In his first full-length newspaper interview, General Mustafa al-Sheikh, who has taken refuge in Turkey, gave an apocalyptic insider's view of the state of the regime – despite its attempt to reassert control this weekend.I'm going to hope that he was using "nuclear" metaphorically.
He said only a third of the army was at combat readiness due to defections or absenteeism, while remaining troops were demoralised, most of its Sunni officers had fled, been arrested, or sidelined, and its equipment was degraded.
"The situation is now very dangerous and threatens to explode across the whole region, like a nuclear reaction," he said.
We have no good options here. There's neither the will nor the wallet for the United States to get involved with this mess, which is now pretty much a full-blown civil war, and frankly I don't see that it would lead to anything other than more death for American soldiers, without any chance of making things better there.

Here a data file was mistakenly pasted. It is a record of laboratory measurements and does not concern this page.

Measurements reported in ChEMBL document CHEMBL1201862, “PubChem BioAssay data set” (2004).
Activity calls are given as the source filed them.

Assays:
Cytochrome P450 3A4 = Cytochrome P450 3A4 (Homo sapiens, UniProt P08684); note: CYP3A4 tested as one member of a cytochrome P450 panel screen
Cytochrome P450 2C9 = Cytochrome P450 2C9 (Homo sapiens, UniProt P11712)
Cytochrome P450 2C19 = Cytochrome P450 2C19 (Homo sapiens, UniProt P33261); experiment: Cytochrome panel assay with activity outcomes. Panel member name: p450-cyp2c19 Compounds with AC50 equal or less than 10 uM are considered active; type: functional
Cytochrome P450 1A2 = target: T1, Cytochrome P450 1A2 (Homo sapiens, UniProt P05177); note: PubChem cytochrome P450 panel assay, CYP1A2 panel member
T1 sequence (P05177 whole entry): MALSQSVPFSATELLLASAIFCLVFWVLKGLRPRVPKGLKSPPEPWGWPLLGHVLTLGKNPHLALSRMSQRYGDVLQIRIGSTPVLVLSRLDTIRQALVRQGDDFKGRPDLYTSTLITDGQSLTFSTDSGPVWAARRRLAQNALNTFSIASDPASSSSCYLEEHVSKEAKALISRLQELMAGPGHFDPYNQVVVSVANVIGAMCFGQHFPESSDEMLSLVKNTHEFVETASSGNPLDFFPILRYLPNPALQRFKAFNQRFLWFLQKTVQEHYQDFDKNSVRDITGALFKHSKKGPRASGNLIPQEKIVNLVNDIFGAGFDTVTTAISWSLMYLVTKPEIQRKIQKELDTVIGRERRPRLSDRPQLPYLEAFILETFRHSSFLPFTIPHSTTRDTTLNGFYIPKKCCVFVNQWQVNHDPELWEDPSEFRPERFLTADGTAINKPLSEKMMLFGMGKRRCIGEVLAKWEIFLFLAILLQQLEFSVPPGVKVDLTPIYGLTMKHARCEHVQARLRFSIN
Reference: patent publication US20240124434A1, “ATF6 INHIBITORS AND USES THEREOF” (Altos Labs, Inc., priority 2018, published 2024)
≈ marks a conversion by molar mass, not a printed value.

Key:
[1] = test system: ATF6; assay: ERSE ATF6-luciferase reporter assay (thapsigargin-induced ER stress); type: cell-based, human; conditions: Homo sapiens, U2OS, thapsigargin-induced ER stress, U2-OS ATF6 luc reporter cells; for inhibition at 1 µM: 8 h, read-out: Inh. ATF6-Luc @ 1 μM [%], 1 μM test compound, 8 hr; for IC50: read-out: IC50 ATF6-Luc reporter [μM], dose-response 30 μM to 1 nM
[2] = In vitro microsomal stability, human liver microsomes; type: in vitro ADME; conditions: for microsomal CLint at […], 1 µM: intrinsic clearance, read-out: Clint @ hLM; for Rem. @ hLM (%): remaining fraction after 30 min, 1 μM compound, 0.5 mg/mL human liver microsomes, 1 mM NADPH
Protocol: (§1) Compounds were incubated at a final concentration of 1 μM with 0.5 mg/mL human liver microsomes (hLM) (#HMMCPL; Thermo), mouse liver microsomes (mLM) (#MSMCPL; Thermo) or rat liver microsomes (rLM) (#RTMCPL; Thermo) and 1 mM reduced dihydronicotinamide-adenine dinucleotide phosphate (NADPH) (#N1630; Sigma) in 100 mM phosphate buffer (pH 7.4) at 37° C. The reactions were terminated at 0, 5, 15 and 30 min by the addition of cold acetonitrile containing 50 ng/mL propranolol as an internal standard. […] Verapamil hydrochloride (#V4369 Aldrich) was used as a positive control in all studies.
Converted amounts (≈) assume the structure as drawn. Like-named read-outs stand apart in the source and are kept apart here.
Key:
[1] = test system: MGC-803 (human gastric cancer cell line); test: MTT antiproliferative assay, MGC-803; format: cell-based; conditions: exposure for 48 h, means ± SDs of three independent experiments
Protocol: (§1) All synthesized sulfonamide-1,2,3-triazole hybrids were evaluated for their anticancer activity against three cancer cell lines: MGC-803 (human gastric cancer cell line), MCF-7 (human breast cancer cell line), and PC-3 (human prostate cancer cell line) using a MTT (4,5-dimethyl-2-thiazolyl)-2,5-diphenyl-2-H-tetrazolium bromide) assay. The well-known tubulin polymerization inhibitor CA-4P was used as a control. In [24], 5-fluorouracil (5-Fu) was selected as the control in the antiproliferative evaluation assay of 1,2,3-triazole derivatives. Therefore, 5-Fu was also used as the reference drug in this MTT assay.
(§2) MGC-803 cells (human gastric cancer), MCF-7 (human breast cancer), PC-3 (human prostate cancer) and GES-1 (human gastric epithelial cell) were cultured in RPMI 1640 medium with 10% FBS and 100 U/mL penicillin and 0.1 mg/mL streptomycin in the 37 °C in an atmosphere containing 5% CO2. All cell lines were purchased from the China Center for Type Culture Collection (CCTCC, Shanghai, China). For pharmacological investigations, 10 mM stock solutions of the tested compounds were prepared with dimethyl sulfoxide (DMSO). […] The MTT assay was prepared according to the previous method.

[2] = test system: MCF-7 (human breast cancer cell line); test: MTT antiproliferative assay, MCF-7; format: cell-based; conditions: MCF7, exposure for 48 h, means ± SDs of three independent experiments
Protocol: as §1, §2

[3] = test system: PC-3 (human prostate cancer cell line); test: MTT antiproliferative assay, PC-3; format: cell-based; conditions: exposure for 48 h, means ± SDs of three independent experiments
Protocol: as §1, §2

So what do we learn from this? I suspect that events are in the saddle, much more so than they have been in the postwar world. If you think you know what's going to happen, you are almost certainly wrong.